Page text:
Thursday, January 14, 2021

"Clear consequences" aka sanctions

Below is an extract from a Government policy statement:


Given today's Labour varietal you may be surprised to know that statement came from PM Helen Clark and Social Developemnt Minister Maharey in 2001, from Pathways to Opportunity.

Subsequently reliance on the unemployment benefit did decrease markedly:


HOWEVER reliance on invalid and sickness benefits increased (with a good part of the growth in mental health incapacity)...


...and DPB dependence reduced only slightly:



Anyway, back to the "clear consequences" aka sanctions.

The Labour government elected in 2017 was an entirely different kettle of fish.

Here is Simon Bridges in 2018 basically singing from the old Labour hymn sheet:

On TVNZ1's Breakfast yesterday, Mr Bridges said sanctions on benefit payments gave expectations and incentivised people to work, and the loosening of the rules was "unfair".  

"It's unfair on taxpayers who work hard and expect to see their money well spent. But it's also not fair to the beneficiaries frankly."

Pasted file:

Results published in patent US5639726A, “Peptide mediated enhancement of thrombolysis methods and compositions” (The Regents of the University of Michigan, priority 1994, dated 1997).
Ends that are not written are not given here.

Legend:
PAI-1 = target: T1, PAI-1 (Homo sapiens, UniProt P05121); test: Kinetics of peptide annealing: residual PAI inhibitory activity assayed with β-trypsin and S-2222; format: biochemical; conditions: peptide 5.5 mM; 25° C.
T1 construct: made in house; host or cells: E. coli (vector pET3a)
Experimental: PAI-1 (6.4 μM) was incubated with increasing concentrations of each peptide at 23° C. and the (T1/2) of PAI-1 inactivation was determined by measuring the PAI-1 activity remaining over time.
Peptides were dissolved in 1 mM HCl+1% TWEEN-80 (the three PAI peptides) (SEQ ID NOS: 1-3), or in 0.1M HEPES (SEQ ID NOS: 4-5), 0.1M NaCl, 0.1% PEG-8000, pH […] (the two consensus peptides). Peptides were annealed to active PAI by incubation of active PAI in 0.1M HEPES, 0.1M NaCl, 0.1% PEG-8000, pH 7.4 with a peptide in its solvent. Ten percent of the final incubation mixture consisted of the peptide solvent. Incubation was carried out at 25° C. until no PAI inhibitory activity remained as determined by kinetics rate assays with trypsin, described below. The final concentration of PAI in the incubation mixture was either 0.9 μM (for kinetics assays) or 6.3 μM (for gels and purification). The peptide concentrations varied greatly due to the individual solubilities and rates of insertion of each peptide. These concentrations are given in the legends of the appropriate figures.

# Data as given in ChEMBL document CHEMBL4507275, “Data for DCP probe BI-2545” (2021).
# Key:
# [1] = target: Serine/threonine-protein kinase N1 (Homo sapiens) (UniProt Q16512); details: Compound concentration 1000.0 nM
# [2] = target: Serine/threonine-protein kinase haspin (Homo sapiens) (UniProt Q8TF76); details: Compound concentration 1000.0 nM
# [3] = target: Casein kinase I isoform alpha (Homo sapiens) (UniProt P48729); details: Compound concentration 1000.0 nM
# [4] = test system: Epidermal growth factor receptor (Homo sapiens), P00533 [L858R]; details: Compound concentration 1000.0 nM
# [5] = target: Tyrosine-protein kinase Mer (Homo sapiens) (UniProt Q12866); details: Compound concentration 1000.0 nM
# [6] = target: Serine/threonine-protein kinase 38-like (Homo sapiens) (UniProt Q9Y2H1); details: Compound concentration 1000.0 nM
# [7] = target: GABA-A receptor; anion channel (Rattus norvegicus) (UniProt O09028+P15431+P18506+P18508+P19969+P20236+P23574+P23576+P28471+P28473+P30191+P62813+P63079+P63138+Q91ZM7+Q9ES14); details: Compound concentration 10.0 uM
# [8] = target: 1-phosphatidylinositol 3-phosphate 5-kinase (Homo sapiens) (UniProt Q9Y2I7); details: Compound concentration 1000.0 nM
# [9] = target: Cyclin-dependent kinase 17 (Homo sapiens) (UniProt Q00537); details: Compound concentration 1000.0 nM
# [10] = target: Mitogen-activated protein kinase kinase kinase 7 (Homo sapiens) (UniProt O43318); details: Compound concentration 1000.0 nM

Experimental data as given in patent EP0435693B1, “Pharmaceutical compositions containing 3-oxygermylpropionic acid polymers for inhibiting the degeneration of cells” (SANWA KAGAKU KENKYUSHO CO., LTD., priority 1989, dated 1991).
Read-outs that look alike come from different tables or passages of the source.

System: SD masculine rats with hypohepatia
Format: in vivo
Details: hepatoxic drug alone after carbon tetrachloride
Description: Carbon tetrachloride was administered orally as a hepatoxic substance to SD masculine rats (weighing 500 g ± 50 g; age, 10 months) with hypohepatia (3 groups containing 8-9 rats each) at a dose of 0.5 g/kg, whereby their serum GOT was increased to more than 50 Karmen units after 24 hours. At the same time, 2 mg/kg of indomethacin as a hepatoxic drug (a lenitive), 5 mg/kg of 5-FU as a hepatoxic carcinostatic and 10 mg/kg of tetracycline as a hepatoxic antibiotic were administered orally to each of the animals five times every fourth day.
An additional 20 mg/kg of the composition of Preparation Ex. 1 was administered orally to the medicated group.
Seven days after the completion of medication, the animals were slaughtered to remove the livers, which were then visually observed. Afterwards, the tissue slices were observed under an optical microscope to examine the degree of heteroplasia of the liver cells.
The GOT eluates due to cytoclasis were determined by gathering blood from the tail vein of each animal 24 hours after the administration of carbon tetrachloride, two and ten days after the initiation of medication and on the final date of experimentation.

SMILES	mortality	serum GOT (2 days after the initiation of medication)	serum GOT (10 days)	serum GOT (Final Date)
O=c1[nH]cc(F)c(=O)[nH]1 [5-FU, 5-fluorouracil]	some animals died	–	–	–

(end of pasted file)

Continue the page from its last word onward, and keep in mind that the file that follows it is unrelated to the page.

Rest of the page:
....When asked if she agreed with Mr Bridges about using sanctions to incentivise people to get off the benefit, Ms Sepuloni said there was "a lot of evidence to show that actually in many cases they don't work".


The application of sanctions reduced substantially. So what hppened next?

To be fair to Sepuloni I've only extracted data to pre-covid:



On the evidence presented here I believe Clark and Maharey were correct; Simon Bridges was correct and Carmel Sepuloni is whistling dixie.


1 comment:

Max Ritchie said...

She said “they don’t work” and, inadvertently, she absolutely right - they do not work! The beneficiaries, that is. Sanctions, of course, do. If you give free stuff away you’ll always someone happy to take it.